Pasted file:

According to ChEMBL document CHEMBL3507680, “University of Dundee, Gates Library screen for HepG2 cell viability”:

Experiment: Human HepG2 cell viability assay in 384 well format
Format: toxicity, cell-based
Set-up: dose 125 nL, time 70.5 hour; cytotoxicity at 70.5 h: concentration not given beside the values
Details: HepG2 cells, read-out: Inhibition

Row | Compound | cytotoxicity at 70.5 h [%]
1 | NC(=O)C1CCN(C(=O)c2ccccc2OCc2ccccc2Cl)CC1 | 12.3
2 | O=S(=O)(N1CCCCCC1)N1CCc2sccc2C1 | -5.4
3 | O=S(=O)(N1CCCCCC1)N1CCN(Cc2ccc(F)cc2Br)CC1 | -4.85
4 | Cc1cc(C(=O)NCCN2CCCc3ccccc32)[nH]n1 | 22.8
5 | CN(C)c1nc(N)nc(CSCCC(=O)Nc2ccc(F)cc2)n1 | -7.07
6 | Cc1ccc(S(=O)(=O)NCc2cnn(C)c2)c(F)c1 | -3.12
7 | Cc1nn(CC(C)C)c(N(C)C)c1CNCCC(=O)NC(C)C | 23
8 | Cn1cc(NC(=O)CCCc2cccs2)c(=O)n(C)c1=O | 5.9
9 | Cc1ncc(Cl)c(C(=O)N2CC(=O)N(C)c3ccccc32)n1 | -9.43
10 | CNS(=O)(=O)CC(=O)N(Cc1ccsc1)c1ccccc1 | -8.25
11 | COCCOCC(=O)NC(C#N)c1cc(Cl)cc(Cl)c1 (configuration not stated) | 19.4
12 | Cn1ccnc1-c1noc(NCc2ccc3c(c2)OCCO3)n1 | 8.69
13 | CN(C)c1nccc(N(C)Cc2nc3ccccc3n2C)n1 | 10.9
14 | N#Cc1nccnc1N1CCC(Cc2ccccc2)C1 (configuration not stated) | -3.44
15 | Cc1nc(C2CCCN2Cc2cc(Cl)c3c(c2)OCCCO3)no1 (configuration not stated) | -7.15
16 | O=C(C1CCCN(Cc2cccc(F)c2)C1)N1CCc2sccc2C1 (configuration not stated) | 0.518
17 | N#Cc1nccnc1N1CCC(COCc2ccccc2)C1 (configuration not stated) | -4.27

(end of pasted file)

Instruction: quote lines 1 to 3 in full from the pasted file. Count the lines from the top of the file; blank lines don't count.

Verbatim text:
According to ChEMBL document CHEMBL3507680, “University of Dundee, Gates Library screen for HepG2 cell viability”:

Experiment: Human HepG2 cell viability assay in 384 well format
Format: toxicity, cell-based